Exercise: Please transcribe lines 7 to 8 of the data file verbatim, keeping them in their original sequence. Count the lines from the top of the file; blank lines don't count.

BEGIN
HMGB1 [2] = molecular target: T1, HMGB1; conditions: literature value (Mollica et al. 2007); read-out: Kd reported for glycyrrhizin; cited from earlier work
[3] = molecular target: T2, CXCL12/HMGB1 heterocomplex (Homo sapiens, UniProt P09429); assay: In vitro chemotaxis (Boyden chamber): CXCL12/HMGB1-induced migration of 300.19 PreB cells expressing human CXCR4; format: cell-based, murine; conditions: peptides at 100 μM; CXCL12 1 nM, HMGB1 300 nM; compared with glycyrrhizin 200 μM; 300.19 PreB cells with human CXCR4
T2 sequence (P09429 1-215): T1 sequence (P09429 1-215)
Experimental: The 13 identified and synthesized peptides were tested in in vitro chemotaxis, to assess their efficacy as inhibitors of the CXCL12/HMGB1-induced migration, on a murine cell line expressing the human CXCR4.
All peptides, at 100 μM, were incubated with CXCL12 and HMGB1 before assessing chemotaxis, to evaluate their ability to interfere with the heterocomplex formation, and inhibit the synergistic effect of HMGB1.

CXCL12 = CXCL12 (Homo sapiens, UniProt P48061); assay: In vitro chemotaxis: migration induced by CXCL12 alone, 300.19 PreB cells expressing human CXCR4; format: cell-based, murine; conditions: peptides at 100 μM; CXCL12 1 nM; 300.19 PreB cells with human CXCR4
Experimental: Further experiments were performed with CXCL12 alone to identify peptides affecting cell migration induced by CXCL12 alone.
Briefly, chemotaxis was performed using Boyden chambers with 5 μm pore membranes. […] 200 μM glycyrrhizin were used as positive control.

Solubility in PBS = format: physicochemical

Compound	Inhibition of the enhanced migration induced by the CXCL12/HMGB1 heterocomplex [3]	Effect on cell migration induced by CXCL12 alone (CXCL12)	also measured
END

Experimental: Further experiments were performed with CXCL12 alone to identify peptides affecting cell migration induced by CXCL12 alone.
Briefly, chemotaxis was performed using Boyden chambers with 5 μm pore membranes. […] 200 μM glycyrrhizin were used as positive control.